A wide-frequency range (50-300 kHz) power system has been implemented for use with a new RF antenna - the "Shoelace" antenna - built to drive coherent plasma fluctuations in the edge of the Alcator C-Mod tokamak. A custom, dynamically tunable matching network allows two commercial 1 kW, 50-Ω RF amplifiers to drive the low-impedance, inductive load presented by the antenna. This is accomplished by a discretely variable L-match network, with 81 independently selected steps available for each of the series and parallel legs of the matching configuration. A compact programmable logic device provides a control system that measures the frequency with better than 1 kHz accuracy and transitions to the correct tuning state in less than 1 ms. At least 85% of source power is dissipated in the antenna across the operational frequency range, with a minimum frequency slew rate of 1 MHz/s; the best performance is achieved in the narrower band from 80 to 150 kHz which is of interest in typical experiments. The RF frequency can be run with open-loop control, following a pre-programmed analog waveform, or phase-locked to track a plasma fluctuation diagnostic signal in real time with programmable phase delay; the amplitude control is always open-loop. The control waveforms and phase delay are programmed remotely. These tools have enabled first-of-a-kind measurements of the tokamak edge plasma system response in the frequency range and at the wave number at which coherent fluctuations regulate heat and particle transport through the plasma boundary.

  2. Wide-frequency range, dynamic matching network and power system for the "Shoelace" radio frequency antenna on the Alcator C-Mod tokamak

    NASA Astrophysics Data System (ADS)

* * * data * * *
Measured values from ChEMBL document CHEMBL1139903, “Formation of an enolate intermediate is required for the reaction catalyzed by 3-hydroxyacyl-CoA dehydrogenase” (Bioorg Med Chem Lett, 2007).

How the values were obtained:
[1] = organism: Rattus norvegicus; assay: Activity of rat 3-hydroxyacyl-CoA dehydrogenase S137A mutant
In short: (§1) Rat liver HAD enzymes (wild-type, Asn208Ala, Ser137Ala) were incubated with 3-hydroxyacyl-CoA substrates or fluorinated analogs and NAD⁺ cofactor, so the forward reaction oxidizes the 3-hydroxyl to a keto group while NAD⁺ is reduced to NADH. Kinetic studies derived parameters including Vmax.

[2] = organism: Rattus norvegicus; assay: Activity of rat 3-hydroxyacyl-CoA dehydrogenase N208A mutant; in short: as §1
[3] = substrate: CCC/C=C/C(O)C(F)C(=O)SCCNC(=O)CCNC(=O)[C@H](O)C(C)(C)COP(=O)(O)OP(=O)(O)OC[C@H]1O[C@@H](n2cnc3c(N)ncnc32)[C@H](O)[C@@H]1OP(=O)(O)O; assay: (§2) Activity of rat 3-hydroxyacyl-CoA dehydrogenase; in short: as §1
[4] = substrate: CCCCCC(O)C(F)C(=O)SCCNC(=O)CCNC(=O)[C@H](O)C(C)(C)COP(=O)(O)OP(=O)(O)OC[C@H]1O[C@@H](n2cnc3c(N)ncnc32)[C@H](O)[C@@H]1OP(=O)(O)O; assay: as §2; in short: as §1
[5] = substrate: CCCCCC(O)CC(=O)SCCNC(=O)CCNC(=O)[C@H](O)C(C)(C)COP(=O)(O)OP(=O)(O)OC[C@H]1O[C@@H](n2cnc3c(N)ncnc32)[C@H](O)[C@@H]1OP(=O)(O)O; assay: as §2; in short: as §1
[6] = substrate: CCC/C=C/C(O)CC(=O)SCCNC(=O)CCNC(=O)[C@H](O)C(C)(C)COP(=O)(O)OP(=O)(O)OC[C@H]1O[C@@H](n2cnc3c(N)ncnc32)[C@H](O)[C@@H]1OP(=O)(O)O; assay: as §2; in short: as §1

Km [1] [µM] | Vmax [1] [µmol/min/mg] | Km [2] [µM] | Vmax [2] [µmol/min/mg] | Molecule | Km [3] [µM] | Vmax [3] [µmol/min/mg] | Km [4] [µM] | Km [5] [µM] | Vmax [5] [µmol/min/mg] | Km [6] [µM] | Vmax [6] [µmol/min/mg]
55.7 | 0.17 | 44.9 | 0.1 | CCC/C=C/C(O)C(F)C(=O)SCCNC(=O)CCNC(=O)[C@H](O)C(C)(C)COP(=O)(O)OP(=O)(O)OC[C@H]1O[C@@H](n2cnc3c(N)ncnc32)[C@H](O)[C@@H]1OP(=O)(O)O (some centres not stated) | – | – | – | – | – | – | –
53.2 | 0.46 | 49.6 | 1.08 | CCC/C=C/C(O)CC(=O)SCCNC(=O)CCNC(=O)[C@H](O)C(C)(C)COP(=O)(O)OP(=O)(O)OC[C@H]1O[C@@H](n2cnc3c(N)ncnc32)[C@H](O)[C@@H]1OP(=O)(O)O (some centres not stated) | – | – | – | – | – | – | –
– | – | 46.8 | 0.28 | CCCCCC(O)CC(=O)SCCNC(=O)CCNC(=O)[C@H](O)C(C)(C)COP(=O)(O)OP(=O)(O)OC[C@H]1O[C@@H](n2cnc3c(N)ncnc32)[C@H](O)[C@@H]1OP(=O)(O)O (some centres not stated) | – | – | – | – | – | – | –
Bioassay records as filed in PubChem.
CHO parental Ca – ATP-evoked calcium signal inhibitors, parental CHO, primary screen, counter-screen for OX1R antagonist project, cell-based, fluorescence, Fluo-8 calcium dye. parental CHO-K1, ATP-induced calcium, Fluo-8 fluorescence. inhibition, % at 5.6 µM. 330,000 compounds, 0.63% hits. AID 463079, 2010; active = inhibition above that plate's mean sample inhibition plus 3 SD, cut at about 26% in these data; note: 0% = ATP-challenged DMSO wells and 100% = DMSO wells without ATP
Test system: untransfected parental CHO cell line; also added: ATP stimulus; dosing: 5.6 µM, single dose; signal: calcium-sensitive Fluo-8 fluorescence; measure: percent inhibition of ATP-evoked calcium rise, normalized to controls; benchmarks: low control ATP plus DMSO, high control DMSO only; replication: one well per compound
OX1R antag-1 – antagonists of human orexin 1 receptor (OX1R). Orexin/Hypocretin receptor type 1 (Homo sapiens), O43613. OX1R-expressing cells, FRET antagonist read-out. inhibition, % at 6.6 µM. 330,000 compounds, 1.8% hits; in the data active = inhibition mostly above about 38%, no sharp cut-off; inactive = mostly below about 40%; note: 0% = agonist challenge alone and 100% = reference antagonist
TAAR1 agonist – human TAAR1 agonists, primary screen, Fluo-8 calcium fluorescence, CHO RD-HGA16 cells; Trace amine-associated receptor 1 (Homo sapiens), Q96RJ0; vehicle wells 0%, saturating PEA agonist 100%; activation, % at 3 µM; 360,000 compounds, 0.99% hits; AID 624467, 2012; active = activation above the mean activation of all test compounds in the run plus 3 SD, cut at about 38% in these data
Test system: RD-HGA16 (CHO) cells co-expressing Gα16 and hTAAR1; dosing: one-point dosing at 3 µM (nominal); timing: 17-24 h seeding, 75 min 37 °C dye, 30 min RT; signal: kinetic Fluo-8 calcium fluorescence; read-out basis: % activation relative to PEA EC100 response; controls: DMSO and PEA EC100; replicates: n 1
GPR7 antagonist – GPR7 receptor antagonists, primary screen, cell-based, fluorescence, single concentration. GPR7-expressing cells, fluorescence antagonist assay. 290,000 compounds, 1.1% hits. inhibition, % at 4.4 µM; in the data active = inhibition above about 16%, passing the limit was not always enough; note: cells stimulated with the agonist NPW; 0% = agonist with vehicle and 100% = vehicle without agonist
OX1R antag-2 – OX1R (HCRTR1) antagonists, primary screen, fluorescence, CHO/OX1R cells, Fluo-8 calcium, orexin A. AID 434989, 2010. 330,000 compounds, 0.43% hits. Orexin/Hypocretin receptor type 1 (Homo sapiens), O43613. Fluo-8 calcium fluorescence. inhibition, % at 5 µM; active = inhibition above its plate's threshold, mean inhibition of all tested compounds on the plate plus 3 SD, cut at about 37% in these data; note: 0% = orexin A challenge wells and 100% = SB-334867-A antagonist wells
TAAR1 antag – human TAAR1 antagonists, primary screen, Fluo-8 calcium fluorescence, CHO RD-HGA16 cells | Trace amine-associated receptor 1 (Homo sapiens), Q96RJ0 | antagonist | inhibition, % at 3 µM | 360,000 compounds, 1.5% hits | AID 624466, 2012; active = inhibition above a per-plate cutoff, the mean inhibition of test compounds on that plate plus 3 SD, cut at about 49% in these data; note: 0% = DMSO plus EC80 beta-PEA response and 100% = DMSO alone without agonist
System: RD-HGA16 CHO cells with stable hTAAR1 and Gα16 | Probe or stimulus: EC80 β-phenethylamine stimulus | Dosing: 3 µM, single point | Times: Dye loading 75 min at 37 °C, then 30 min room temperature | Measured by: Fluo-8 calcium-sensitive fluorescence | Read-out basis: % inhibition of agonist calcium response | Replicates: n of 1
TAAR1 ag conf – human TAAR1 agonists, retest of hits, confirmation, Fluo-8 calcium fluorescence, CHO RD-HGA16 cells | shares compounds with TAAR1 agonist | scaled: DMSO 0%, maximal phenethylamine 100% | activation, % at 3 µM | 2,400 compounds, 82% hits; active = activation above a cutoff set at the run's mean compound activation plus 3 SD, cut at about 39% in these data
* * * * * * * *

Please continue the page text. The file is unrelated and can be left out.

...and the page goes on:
Golfinopoulos, Theodore; LaBombard, Brian; Burke, William; Parker, Ronald R.; Parkin, William; Woskov, Paul

    2014-04-01

    A wide-frequency range (50-300 kHz) power system has been implemented for use with a new RF antenna - the "Shoelace" antenna - built to drive coherent plasma fluctuations in the edge of the Alcator C-Mod tokamak. A custom, dynamically tunable matching network allows two commercial 1 kW, 50-Ω RF amplifiers to drive the low-impedance, inductive load presented by the antenna. This is accomplished by a discretely variable L-match network, with 81 independently selected steps available for each of the series and parallel legs of the matching configuration. A compact programmable logic device provides a control system that measures the frequency with better than 1 kHz accuracy and transitions to the correct tuning state in less than 1 ms. At least 85% of source power is dissipated in the antenna across the operational frequency range, with a minimum frequency slew rate of 1 MHz/s; the best performance is achieved in the narrower band from 80 to 150 kHz which is of interest in typical experiments. The RF frequency can be run with open-loop control, following a pre-programmed analog waveform, or phase-locked to track a plasma fluctuation diagnostic signal in real time with programmable phase delay; the amplitude control is always open-loop. The control waveforms and phase delay are programmed remotely. These tools have enabled first-of-a-kind measurements of the tokamak edge plasma system response in the frequency range and at the wave number at which coherent fluctuations regulate heat and particle transport through the plasma boundary.

  3. Wide-frequency range, dynamic matching network and power system for the “Shoelace” radio frequency antenna on the Alcator C-Mod tokamak

    SciTech Connect

    Golfinopoulos, Theodore LaBombard, Brian; Burke, William; Parker, Ronald R.; Parkin, William; Woskov, Paul

    2014-04-15